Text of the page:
and because we love the scent and feel of a real Christmas tree, we are going to go and cut one down tomorrow, put it up and decorate it too! This year is special because we get to take my new little granddaughter along. I only wish it would snow tonight to make it perfect.
We have all been given advice on the many ways to take care of Christmas trees, so if you are like me you will probably be surprised how many of those rules aren’t necessary, so here’s a quick list of things to do when you’re picking out and bringing your tree home.
Before buying the tree, give it a shake or grab a branch of needles and slide your hand towards yourself. Brown needles are ok to drop, but if green needles are dropping, then the tree isn’t very fresh.
If it has been more than 6 hours since cutting it down, or if you bought a pre-cut tree, you will need to cut one inch off the bottom of the trunk because it heals over and won’t take water.
Make the cut straight across the trunk. Don’t cut the tree at an angle or a V shape, or whittle away the edges to fit into your stand because the outside edges draw up the water most efficiently.
If you are planning on waiting before putting it in it’s stand, put it in a bucket of water and keep it somewhere cool until you are ready to bring it in the house.
Place the tree in a stand with adequate water capacity. Be careful because some stands allow there to be water in the stand without the tree being submerged and the bottom of the trunk needs to always be in water to prevent healing over.
Only give the tree plain water. There is no need for aspirin or any of the other concoctions we have been told about. Plain water works best. Water temperature doesn’t matter either.
Don’t put it near any kind of heat source when picking your location.
Use miniature lights that produce less heat, this helps prevent your tree from drying out.
Your tree should last 4 to 5 weeks if you keep it watered and don’t let the water level go below the trunk.
Remember ~ real trees are a renewable, recyclable resource. They are farmed like a crop so no need for guilt when deciding on a real tree.
For more info about real Christmas trees, visit The national Christmas Tree Associaiton at http://www.christmastree.org/
You can locate a tree recycling program by logging onto www.realchristmastrees.org
To learn many myths about real Christmas trees visit http://www.christmastree.org/myths.cfm
~It is difficult to realize how great a part of all that is cheerful and delightful in the recollections of our own life is associated with trees. ~Wilson Flagg
our wonderful dog who is an English Setter. He is showing his holiday spirit in front of our RED front door with it’s RED wreath.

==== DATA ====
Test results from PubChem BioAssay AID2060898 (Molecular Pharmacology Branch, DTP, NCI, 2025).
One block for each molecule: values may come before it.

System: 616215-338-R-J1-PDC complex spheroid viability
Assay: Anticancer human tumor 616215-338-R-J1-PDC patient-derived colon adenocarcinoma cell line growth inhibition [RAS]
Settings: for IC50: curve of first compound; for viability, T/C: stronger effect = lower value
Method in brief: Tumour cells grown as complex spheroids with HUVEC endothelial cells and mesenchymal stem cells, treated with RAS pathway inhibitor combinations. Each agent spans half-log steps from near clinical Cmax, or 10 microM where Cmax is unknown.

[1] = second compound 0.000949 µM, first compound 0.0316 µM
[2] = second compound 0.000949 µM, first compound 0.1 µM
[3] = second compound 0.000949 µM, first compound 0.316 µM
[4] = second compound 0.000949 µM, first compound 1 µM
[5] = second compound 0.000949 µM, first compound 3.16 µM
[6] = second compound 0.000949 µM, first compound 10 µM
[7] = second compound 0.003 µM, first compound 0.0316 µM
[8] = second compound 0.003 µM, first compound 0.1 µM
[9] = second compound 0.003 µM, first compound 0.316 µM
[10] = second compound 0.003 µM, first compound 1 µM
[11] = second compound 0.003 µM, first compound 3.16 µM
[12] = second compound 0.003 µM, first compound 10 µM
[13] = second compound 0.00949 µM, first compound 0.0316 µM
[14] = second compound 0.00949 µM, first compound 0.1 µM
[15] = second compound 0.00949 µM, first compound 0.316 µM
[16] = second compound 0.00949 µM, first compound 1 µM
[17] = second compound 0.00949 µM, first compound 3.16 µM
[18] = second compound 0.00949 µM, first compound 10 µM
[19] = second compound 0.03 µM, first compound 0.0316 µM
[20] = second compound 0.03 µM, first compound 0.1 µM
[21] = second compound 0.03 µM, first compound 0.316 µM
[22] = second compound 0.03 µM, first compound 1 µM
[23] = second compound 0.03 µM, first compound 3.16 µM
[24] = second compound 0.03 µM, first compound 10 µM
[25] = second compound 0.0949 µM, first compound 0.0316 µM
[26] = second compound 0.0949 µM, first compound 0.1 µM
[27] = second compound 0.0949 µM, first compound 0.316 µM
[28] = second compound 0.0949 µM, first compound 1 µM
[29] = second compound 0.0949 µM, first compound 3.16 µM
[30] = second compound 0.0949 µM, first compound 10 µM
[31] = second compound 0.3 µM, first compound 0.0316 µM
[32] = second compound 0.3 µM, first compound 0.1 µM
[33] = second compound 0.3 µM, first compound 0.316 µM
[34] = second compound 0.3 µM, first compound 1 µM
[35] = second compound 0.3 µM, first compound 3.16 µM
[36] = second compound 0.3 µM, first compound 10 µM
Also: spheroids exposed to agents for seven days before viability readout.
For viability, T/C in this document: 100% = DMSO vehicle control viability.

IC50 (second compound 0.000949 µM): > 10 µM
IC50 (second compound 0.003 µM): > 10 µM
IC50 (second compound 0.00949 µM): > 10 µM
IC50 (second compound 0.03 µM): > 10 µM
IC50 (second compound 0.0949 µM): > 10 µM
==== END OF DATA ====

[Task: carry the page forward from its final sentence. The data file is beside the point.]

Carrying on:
~”Dogs are not our whole life, but they make our lives whole.” ~Roger Caras
Check out this photo on Front Porch Ideas and More… Thunder is famous now.
As you can see, most of my stuff is very whimsical and fun. I am not the serious type when it comes to my decorations. I like life light hearted so I keep things around that make me smile.
My kids (grown up) think they are “terrifying”.
“It is Christmas in the heart that puts Christmas in the air.”~WT Ellis
I hope you all have a very Merry Christmas and holiday season.
Visit Vintage Thingies Thursday hosted by Colorado Lady
Amaryllis are the easiest of flowering bulbs to bloom. It’s botanical name is Hippastrume and it is now a popular Christmas time flower that originated in South American tropical regions. They are not winter hardy bulbs but they are fun to force in the wintertime to have holiday blooms. They always seem like a Christmas flower to me. It’s the red ones that I love.
At Christmas play and make good cheer,
For Christmas comes but once a year
Visit Work of the Poet blog to see other Ruby Tuesday posts. Happy Holidays!
My husband and I try to find a quaint place every Christmas to spend a day, have lunch, shop and just enjoy the season. This time we chose Skaneateles.
The lake is beautiful as are the homes and the scenery.
Wandering re-establishes the original harmony which once existed between man and the universe. ~Anatole France
I found this santa at a garage sale several years ago. It stands about 4 feet tall and is made out of wood. I couldn’t believe my eyes when I saw it. And it was only 4 dollars. What a buy! It always feels like Christmas when we bring Santa out. I just love him.
This wreath is made with vintage ornaments that I have collected over the years. It’s a miracle I haven’t broken it yet and it even survived moving to our new house…I probably just jinxed myself.
I hope all of you have a merry Christmas!
Santa is very jolly because he knows where all the bad girls live. ~Dennis Miller